'We can't sleep on Bubba': Thompson has game

March 27th, 2022

SURPRISE, Ariz. -- Bubba Thompson came in to pinch-run for Adolis García in the sixth inning of the Rangers' win over the A’s on Thursday at Hohokam Stadium in Mesa.

On what seemed like a routine line drive to right field from Kole Calhoun, Thompson rounded second and observed his options. Oakland outfielder Lawrence Butler made an awkward play on the ball and Thompson, ranked as the Rangers' No. 26 prospect by MLB Pipeline, took third and then seemingly ran through a late stop sign from third-base coach Tony Beasley to score Texas' first run of the inning.

“You’ve gotta talk to Beasley on that,” Thompson joked when asked if he saw the stop sign. “He gave me the ‘Go, go, go!’ and then he was like, ‘Stop, stop!’ But that’s baseball though. It’s inches. He saw something early that I couldn't see, but it all worked out good.”

Beasley confirmed Thompson’s account of what happened, saying it probably would’ve been his fault if Thompson was thrown out.

Thompson is quick, and savvy on the basepaths, with his run graded at 65, making him one of the most polished runners in the system. So it’s almost no shock that Thompson, chugging through a stop sign, was still able to beat out the throw at home.

That may be the epitome of Thompson as a prospect. He’s clearly talented and has the physical traits to make him an elite baseball player. Those things often make up for little mistakes. Rangers manager Chris Woodward described Thompson as a “raw talent,” but quickly corrected himself.

“I think that he's starting to shed that raw description,” Woodward said. “He's really refining his ability at the plate. He's worked really hard on his approach, staying in the strike zone, understanding who he is. He's got a ton of power. He's a unique guy with a ton of speed and power. We’re getting him to understand just how much he can impact a game.”

Thompson has struggled with injuries throughout his Minor League career, but he was able to remain healthy for the entire Double-A season and he posted career highs in almost every offensive category in 2021. He slashed .275/.325/.483 with an .808 OPS, 16 home runs and 25 stolen bases. Thompson also totaled nine triples and 48 extra-base hits with the RoughRiders, and he could easily be a 20-homer, 20-stolen base guy if he continues to progress at the plate.

Thompson will look to start 2022 with Triple-A Round Rock, especially if he continues to perform in big league camp. Through seven Cactus League games, he’s 4-for-9 with two home runs, two doubles, two walks and four RBIs.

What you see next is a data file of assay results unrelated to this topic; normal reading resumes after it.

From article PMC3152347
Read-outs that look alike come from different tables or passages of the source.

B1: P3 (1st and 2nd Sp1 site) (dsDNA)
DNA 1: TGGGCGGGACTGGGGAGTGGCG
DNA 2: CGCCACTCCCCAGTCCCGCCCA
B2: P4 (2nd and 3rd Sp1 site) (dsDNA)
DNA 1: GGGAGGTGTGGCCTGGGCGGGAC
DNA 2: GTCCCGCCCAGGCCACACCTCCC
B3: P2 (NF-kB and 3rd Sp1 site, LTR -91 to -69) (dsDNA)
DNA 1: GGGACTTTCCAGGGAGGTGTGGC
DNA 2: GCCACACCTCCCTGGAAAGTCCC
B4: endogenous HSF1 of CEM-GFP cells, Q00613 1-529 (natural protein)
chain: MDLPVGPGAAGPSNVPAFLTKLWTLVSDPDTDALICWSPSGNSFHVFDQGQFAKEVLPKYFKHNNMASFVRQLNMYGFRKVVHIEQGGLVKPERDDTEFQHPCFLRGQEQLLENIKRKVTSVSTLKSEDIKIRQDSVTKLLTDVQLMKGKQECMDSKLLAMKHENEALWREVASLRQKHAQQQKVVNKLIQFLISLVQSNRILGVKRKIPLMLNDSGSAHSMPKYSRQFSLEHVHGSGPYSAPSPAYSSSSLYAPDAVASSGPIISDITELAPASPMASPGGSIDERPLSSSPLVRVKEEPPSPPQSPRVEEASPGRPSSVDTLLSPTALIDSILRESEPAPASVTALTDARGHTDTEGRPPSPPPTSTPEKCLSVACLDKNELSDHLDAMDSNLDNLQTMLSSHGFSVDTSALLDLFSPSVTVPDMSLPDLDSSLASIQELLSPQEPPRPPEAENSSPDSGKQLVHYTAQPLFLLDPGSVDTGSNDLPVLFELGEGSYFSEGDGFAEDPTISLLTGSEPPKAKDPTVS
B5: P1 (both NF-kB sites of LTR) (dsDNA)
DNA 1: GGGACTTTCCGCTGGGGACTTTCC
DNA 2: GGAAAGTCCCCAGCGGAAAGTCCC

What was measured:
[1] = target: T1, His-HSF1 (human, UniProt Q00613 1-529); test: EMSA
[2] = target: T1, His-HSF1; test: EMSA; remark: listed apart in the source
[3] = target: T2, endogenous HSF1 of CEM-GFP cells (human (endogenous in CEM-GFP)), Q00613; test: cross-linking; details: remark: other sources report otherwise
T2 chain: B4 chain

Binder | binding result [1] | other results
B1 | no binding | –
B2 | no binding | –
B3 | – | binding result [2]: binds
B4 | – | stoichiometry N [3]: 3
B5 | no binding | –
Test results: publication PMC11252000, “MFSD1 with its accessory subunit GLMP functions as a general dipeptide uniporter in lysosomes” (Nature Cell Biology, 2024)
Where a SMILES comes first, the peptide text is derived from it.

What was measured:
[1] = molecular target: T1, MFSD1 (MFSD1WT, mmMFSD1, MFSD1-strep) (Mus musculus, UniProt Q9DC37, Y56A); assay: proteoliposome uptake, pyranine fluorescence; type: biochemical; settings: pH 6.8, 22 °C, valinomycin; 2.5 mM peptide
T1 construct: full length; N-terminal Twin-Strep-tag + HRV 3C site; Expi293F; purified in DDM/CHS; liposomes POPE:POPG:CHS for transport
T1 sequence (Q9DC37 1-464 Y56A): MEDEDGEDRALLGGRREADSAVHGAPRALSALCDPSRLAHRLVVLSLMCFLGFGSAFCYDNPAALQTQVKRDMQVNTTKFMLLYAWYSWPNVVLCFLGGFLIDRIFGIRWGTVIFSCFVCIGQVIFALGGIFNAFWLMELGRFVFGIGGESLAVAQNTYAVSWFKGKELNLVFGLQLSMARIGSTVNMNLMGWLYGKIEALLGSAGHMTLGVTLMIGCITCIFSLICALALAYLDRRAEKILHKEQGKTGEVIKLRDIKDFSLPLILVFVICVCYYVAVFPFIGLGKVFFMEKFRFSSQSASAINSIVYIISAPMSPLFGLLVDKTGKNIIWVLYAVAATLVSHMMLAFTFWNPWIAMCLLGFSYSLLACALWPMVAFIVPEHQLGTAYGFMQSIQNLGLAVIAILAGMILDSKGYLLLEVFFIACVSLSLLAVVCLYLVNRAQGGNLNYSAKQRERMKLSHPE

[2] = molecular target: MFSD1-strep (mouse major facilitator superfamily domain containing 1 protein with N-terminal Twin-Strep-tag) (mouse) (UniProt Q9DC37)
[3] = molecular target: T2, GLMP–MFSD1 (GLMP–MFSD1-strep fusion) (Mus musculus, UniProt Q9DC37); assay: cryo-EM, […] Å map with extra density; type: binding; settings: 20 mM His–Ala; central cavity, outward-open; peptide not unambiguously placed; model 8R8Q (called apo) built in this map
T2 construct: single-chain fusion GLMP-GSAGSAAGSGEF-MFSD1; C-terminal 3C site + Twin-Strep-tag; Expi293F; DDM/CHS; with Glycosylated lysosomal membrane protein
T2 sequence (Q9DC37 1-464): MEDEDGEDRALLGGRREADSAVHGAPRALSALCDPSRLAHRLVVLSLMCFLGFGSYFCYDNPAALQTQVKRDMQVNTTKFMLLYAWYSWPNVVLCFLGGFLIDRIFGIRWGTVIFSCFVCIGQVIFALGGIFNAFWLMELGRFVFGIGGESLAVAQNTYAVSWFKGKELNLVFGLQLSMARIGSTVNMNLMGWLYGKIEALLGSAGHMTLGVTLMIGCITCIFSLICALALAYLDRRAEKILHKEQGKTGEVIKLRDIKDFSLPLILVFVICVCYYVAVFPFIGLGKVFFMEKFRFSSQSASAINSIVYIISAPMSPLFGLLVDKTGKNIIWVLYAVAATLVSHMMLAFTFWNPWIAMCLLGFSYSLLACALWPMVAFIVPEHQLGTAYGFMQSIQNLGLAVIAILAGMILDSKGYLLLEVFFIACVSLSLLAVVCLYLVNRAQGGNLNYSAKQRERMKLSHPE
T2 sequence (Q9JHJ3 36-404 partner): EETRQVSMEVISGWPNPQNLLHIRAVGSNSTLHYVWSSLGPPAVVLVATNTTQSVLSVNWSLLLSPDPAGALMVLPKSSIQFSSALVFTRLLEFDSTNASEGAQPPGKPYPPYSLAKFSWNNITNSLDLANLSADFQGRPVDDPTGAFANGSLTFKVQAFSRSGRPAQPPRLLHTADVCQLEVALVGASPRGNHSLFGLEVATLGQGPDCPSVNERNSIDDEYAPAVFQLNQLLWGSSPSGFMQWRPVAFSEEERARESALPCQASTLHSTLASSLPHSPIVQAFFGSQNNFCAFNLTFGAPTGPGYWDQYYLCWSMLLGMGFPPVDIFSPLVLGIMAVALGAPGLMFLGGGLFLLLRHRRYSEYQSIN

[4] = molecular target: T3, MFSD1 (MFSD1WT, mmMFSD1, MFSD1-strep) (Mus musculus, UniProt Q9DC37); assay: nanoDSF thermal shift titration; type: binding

One major criticism of Thompson in the past has been his discipline and control of the strike zone at the plate. Thanks to game planning with new hitting coaches Donnie Ecker and Tim Hyers, and his overall maturation as a professional player, Thompson is developing into an advanced hitter.

“He’s really starting to learn the strike zone,” Woodward said. “He’s starting to talk like a hitter now. By the way he talks, communicates, and the way he's playing right now, it's been impressive.”

However, the real standout from Thompson has been his defensive work.

He was already an above-average center fielder last season thanks to his speed and adjustment capability, but he’s grown tremendously is his approach over the years. Beasley, who also coaches the Rangers’ outfielders, said Thompson is really absorbing everything the coaches tell him and it’s translating from practice into games.

“He's a real talented individual, and he's starting to put things together,” Beasley said. “His routes are getting better, they’re clean. His first step is really good. So I see a guy that's really worked on his defense. His throwing, he's gotten much better, his throws are accurate. He's got a little more carry on his arm now than he had a couple of years ago.”

Thompson has the ability to be one of the most well-rounded outfielders in the system.

Both Beasley and Woodward emphasized that Thompson is no longer trying to “out talent” or “out hustle” the game. He’s becoming more polished in all aspects of it.

“He believes that he can play and he knows he can play here,” Beasley added. “He's had success last year and he’s playing at high levels now. I just see a kid that's really coming into his own on both sides of the ball. We can't sleep on Bubba.”